Pages

Wednesday, March 12, 2014

No Hard Hat

I arrived at the site in time to see the concrete pump perform his acrobatic routine.  In the foreground are concrete blankets covering the portion of the west lot which was poured yesterday.
Notice the orange coiled tension cables which will be used as the parking garage moves south.
The pump has been busy pouring new walls for the south entrance.
The green and black rebar is being readied for still another pour.
Fortunately, the men are leaving a space for the opening which patrons will use to enter the temple.
The plans filed with the City show a straightforward entrance, not a labyrinth.
Perhaps you are wondering why there are no pictures of pigeons in this post.
It seems one is irritated for a recent picture I posted.  He successfully targeted me while my camera zoomed in to read this sign.  I might have to start wearing a hard hat.
Because of the beautiful, warm day, the workmen opened the windows and I was able to peek in.
I spied a red ladder napping on the catwalk.
The studs are steel.
Ducts, electrical wiring and plumbing run throughout the building and annex.
Styrofoam which will be used to support the exterior stairs arrived today.
A fancy fork lift moved the styrofoam onto the site.
A smaller fork lift moved it farther.
An elaborate puzzle piece has been crafted to the top of the steeple.
Moroni, who arrives later this month, will securely fit there.
Ed, the track hoe driver, moved a lot of gravel.  Some, as you've seen, went to the south entrance.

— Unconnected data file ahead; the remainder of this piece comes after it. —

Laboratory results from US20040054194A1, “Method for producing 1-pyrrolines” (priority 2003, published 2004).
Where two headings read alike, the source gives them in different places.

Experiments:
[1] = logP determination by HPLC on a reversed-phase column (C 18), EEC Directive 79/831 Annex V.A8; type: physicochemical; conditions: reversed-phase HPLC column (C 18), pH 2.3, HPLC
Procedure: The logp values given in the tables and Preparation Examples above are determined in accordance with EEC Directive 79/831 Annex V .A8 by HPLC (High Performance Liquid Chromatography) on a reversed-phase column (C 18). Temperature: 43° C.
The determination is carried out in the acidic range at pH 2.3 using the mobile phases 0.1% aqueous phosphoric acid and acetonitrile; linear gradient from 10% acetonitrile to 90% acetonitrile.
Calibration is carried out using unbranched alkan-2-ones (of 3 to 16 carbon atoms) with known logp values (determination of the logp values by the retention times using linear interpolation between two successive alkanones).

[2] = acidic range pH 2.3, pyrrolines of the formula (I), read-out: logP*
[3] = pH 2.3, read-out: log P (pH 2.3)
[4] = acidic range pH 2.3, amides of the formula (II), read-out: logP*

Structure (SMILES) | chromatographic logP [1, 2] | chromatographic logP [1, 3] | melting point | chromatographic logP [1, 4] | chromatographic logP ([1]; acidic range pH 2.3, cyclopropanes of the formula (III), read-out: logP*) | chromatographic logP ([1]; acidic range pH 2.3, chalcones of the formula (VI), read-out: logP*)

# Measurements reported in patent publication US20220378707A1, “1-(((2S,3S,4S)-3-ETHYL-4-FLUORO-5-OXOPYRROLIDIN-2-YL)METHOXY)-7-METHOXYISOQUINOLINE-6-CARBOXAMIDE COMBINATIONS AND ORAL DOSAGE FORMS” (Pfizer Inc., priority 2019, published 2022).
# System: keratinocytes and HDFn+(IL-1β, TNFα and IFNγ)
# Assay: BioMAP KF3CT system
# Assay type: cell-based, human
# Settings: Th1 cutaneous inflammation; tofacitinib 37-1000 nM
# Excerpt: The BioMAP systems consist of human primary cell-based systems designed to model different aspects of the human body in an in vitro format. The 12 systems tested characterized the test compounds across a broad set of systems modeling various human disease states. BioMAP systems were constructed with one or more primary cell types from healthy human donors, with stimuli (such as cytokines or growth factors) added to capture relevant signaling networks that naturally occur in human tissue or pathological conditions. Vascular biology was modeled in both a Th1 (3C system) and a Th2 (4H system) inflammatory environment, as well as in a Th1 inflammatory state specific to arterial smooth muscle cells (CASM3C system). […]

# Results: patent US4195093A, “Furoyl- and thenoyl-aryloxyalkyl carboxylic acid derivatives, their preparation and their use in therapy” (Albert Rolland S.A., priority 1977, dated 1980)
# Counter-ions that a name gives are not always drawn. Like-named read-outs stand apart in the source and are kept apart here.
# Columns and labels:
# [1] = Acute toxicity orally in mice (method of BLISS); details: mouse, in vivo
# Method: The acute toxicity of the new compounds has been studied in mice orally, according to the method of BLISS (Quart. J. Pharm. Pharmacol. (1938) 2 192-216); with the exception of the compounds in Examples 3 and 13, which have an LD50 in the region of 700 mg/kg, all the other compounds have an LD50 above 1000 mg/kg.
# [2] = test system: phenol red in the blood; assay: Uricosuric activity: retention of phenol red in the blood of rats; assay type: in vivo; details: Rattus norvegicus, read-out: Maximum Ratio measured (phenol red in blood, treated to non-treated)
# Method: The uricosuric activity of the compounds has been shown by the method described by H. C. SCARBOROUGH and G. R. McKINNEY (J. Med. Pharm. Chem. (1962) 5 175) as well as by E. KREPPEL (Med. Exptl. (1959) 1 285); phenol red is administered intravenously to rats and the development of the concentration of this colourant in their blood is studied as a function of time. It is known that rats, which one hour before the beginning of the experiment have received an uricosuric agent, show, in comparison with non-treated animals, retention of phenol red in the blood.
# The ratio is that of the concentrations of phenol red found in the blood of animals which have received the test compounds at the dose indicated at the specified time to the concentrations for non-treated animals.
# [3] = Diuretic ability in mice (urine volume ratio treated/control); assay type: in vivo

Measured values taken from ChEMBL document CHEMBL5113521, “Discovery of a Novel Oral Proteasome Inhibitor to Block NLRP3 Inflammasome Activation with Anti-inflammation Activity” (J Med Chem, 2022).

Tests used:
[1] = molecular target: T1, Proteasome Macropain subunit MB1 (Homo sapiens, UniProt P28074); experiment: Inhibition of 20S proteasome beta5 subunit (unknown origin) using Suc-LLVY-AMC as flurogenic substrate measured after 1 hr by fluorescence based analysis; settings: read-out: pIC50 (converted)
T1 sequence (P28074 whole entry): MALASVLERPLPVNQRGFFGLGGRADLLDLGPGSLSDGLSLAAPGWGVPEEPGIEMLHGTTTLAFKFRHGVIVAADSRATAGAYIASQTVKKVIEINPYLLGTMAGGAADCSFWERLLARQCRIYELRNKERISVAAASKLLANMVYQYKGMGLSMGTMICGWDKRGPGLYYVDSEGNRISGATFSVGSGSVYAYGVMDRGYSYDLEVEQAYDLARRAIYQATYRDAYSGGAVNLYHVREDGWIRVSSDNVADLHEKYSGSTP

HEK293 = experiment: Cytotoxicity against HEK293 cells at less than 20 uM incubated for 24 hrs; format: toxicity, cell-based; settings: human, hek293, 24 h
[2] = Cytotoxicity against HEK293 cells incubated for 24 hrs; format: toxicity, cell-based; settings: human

Some was delivered to the north lift station.
Scaffolding for the brick repair now covers the northwest tower.
The construction cam shows that the waterproofing layer is in place.  Plywood will go over that, and then the scaffolding will grow over the west exterior.  From this view you can see where the styrofoam is being stored.
I hoped to see the tension cables being pulled today.
I learned that will happen tomorrow.
As a consolation prize, I was able to see what the cables look like when they exit the concrete.
Nothing is as interesting to me as the brick.
Some of the brick came from the tabernacle.  Some is new.  I learned today that some came from the restoration of the Provo Library.  The brick has been cleaned and sorted according to color.
I am also just a little enchanted with my newly discovered view of the tabernacle.  

5 comments:

David said...

Picture number 6 shows all sorts of angled walls and such. I think you hit on it well by calling it a labyrinth. What on earth are they doing with those walls?

Julie said...

The confusing part of the picture is the walls for the curved stairwells. When the forms are gone, this will make much more sense.

Irene Tukuafu said...

I love also your views of the tabernacle via the mirrors....nice one. my last stuff I read at night.

Cole Robison said...

I'm glad you mentioned the wind blowing over those two concrete barriers on the Nuskin side. When I visited the site Sunday afternoon, I suspected vandalism. But I guess those Nuskin fence screens catch the wind like a sail!

Do you know if that gap between the Nuskin parking garage and the Temple garage will be filled with anything?

Julie said...

You are right -- the barriers are catching these spring winds and trying not to let go. I'm not exactly sure if the gap between the two parking garages will be filled. If you go back to my post on July 1, 2013, you can see that there is styrofoam along the Nu Skin side, and we have seen concrete poured on the Church side. This is a really good question. Let me see what I can learn. Obviously, near where I was looking will be the underground entrance from First West.